For generations, this soup has been making people feel better
Sometimes called “Jewish penicillin,” this soup is simple to make and can easily be chicken noodle or chicken with Matzo balls (dumplings) with just a few more steps.
Here is the recipe for both, so you can make either.
Your family will enjoy both varieties.
Chicken Noodle or Matzo Ball Soup
(makes 10 servings)
2 whole chickens
2 whole onions, peeled
4 stalks celery, rinsed
4 carrots peeled
4 parsnips, peeled
flat leaf (Italian) parsley, stems and all, rinsed
salt and freshly ground pepper to taste
For the soup
2 cups finely diced carrots
2 cups finely diced celery
1 recipe Matzo Balls (recipe follows) or, one pound egg noodles
1 bunch fresh dill, chopped for garnish
In a large pot just big enough to hold the chickens (about 10-12 quarts will do), put in the chickens, onions, celery, carrots, parsnips and parsley. Use a tall, narrow pot rather than a wide one and fill with just enough water to barely cover the chickens. Bring to a boil and skim any scum that rises to the surface.
Turn down the heat so that the broth simmers.
Season lightly with salt and pepper.
Simmer the broth uncovered, for at least two to three hours.
Taste the broth and you will know if it is ready. Does it taste like chicken? If not, let it cook longer, even up to another hour or two. You want it to have a deep, chicken flavor.
Once the soup is finished, set it aside until cool enough to handle.
Strain the broth into a clean 6- to 8-quart pot. You can discard the strained out parsnip, carrots celery or onion.
Add the finely diced carrots and celery to the pot with the strained broth.
Cook the vegetables, uncovered, in the broth at a simmer just until tender.
While the vegetables are simmering, pick off the chicken meat, trying to leave the pieces as large as possible. Discard the bones and the skin. Set the chicken meat aside.
Make matzo balls or cook the egg noodles according to the package directions.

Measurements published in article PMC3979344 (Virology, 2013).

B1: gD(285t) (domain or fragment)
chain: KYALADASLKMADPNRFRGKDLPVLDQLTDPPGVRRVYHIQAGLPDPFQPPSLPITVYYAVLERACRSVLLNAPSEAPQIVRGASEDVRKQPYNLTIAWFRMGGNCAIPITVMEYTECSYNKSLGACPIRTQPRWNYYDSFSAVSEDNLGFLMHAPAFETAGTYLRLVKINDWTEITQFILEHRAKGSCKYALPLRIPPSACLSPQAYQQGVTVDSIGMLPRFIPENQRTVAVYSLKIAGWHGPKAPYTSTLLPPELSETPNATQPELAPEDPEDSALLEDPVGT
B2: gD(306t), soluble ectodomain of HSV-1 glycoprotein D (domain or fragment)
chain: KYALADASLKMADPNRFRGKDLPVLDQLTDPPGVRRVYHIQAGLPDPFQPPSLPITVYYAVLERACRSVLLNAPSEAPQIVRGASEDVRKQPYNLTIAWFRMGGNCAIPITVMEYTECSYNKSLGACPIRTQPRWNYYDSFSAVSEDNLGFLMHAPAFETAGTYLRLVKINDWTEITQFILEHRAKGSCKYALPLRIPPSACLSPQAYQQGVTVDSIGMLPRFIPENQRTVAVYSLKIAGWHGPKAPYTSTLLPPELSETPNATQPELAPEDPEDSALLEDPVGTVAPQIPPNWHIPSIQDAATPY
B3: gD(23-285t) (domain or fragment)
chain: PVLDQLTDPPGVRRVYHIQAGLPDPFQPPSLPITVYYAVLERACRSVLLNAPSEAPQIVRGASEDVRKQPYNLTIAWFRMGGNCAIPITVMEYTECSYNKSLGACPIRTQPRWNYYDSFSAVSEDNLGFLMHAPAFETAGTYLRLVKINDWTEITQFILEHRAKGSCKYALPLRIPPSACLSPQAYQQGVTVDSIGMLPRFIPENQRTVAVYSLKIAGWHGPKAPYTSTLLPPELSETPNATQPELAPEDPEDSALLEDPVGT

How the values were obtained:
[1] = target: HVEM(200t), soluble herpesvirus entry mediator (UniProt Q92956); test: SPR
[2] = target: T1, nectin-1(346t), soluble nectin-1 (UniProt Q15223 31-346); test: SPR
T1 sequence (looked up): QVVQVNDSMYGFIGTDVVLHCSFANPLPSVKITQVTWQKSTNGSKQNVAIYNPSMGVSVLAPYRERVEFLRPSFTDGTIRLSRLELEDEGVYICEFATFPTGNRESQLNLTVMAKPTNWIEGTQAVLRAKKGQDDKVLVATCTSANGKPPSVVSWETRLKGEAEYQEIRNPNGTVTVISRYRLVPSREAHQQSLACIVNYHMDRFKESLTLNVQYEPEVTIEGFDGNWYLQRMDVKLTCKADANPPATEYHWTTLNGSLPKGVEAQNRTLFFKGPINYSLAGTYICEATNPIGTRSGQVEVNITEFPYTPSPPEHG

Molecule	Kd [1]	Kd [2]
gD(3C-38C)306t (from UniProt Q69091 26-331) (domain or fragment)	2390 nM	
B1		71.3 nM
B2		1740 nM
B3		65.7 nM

When the noodles are cooked through, strain them through a colander. “Shock” the noodles to stop the cooking. Do this by rinsing them with cold running water, drain and set aside.
Add 2 cups of the cooked noodles or the matzo balls to the serving bowls. Ladle hot broth, chicken and vegetables into the bowls, sprinkle with chopped dill and serve.
If you want to make the Matzo Ball option, follow these easy steps to transform the entire dish.
(makes 1 dozen)
1 / 4 cup chicken fat, melted but not hot (you can use the fat that rises to the top of the soup as it cools)
7 eggs beaten
7 tablespoons broth from the stockpot
7 tablespoons soda water
1 / 2 pound matzo meal (you will find this in the kosher section of the supermarket
1 / 2 tablespoon salt
In a large mixing bowl, whisk together the chicken fat and eggs. Add the chicken soup broth, soda water, matzo meal and salt. Mix just enough to combine. Cover the bowl and place in the refrigerator for 30 minutes.
Bring a large pot (8-10 quart) of salted water to a boil. Remove the mixture from the refrigerator.
Use a small ice cream scoop, take a scoop of the mixture from the bowl. With wet hands, shape each scoop into a ball and carefully drop them in the boiling water.
When all the balls have been shaped and formed and are in the water, lower the heat to a simmer. Cover and cook for about 30 minutes.
If serving the matzo balls immediately, place one or two in each soup bowl, then ladle hot soup over top and serve garnished with chopped fresh dill.
If you are making the matzo balls ahead of time, remove the pot from the heat and set aside to cool a bit. Lift the balls out of the water using a slotted spoon and place in a storage container.
Add just enough cooled cooking liquid to cover the matzo balls.
To serve, lift the matzo balls out of their cooking liquid and place them in the pot with the chicken soup.
Bring to a boil over medium-high heat, lower the heat to a simmer and cook for 8 minutes, or until the matzo balls are heated through. Serve as outlined above.
As always, enjoy!
David Kelly has been a chef for more than 40 years and has been bringing recipes and cooking tips to the public in culinary corner for 21 years.
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